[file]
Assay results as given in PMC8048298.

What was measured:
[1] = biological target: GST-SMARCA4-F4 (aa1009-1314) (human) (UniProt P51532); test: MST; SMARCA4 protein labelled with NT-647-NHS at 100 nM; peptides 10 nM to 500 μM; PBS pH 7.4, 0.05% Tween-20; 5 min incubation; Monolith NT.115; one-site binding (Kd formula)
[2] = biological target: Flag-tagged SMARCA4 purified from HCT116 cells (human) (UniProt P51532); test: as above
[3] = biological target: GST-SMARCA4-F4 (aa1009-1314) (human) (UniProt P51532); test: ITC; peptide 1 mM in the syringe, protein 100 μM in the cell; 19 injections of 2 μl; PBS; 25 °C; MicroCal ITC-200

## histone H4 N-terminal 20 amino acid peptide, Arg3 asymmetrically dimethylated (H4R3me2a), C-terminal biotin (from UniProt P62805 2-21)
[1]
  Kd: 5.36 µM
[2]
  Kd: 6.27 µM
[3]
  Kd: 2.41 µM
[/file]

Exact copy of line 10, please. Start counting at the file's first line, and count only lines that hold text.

  Kd: 6.27 µM